MIT’s new DRACO drug could cure all viruses… what?!

I know what you’re thinking – “Isn’t this how the zombie apocalypse starts?”  And I just got home from seeing Rise of the Planet of the Apes so I’m not sure we should be testing this on apes just yet, but MIT has designed a drug called DRACO that might revolutionize the way we treat viruses.  The drug can identify cells that have been infected by any type of virus, then kill those cells to terminate the infection.  DRACO has already been tested against 15 viruses – including rhinoviruses that cause the common cold, H1N1, polio, and a stomach flu – and it was effective against all of them.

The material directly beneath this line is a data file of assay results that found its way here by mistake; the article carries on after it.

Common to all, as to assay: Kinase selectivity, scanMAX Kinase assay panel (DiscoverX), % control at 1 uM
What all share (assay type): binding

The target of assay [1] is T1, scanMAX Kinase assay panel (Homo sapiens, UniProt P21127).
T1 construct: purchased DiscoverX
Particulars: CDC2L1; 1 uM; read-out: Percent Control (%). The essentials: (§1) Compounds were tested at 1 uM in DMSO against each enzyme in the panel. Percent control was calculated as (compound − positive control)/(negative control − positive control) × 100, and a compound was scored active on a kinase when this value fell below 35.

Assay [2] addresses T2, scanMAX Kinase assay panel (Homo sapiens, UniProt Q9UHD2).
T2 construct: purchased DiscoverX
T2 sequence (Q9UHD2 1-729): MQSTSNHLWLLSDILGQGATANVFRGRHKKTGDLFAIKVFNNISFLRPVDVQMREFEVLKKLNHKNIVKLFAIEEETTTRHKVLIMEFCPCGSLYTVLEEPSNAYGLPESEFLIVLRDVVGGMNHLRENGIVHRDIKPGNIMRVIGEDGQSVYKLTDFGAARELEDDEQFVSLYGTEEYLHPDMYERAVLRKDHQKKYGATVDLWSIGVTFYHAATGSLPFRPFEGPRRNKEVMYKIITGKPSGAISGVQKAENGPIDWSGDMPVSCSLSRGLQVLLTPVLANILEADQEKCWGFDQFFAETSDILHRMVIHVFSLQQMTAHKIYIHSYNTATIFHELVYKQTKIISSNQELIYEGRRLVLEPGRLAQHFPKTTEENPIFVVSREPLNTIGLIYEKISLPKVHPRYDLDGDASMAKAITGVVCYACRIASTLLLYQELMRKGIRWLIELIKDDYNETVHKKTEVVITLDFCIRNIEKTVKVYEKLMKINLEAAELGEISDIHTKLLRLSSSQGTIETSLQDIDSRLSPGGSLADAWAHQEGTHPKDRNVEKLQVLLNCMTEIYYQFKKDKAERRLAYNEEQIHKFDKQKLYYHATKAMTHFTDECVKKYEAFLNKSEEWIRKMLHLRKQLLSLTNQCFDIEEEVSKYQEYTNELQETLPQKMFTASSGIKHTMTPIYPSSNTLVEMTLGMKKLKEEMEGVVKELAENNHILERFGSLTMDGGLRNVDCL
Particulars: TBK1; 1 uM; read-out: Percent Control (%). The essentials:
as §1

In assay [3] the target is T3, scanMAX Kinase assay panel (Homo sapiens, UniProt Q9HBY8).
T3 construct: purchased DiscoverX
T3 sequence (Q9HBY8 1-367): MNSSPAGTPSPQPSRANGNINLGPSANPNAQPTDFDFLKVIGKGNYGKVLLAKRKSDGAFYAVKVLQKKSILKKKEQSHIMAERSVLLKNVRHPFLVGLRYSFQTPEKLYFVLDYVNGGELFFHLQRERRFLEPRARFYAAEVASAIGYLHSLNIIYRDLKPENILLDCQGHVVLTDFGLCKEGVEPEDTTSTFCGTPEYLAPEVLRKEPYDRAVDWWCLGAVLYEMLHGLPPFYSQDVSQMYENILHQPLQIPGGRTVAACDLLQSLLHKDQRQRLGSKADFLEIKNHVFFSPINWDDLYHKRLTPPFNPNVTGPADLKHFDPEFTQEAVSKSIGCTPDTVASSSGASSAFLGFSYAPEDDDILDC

Here’s how DRACO (Double-stranded RNA Activated Caspase Oligomerizers) works: When a virus infects a cell, it creates double-stranded RNA (which is not normally found in humans or animals).  Our cells have special proteins that latch onto the double-stranded RNA in order to protect us, but viruses have developed ways to fight back against these proteins.  What DRACO does is attach to these proteins, and then when these proteins attach to infected cells, DRACO sends a signal to that cell to commit suicide.  So basically DRACO is like a suicide bomber, but in a good way, because it only detonates when it’s locked onto the virus.

Testing is continuing in mice and MIT is awaiting licenses to begin testing in animals, and eventually humans.  Go science!

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